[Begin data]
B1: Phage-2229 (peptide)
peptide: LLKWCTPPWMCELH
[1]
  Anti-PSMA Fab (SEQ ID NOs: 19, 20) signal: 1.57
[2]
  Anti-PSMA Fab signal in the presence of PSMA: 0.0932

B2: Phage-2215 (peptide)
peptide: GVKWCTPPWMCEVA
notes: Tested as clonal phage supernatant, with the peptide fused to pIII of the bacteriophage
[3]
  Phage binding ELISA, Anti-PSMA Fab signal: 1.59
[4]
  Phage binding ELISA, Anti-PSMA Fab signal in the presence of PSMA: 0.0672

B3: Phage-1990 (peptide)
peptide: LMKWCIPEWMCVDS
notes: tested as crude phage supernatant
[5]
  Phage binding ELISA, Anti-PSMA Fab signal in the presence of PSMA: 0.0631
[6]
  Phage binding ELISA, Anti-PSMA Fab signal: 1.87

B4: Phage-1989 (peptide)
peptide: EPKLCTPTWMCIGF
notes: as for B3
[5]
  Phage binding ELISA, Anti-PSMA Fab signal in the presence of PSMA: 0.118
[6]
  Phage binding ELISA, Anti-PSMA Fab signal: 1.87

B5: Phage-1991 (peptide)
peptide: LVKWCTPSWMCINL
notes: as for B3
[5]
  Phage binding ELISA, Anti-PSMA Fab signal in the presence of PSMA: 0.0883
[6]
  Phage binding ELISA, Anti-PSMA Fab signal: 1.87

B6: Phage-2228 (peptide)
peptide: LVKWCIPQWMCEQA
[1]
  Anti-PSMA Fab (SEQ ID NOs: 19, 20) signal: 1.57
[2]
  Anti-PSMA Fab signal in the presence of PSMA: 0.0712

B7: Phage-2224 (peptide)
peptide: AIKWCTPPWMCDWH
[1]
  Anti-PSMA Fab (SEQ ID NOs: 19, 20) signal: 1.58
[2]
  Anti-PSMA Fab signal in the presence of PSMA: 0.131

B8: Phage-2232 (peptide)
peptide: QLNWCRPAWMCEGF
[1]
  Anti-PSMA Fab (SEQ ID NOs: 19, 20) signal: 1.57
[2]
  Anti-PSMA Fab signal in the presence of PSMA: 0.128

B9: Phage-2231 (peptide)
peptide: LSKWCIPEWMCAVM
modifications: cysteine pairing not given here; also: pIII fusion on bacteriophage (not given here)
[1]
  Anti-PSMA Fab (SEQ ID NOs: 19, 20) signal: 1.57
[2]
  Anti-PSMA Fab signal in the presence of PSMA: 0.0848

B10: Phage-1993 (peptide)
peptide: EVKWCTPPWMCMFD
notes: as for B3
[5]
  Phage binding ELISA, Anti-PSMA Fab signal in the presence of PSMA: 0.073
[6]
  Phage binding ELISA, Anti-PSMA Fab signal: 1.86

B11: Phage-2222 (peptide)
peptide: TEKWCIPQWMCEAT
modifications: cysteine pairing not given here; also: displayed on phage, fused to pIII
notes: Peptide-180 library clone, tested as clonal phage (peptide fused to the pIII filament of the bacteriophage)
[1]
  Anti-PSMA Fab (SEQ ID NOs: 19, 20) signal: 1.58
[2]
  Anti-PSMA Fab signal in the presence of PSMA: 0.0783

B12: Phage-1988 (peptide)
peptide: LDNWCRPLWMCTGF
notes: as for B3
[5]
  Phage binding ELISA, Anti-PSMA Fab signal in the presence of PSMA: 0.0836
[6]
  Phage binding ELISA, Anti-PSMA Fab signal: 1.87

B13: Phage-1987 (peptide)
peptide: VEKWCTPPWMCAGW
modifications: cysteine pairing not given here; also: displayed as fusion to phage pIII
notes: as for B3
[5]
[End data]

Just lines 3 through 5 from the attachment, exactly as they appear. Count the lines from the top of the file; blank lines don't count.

[1]
  Anti-PSMA Fab (SEQ ID NOs: 19, 20) signal: 1.57
[2]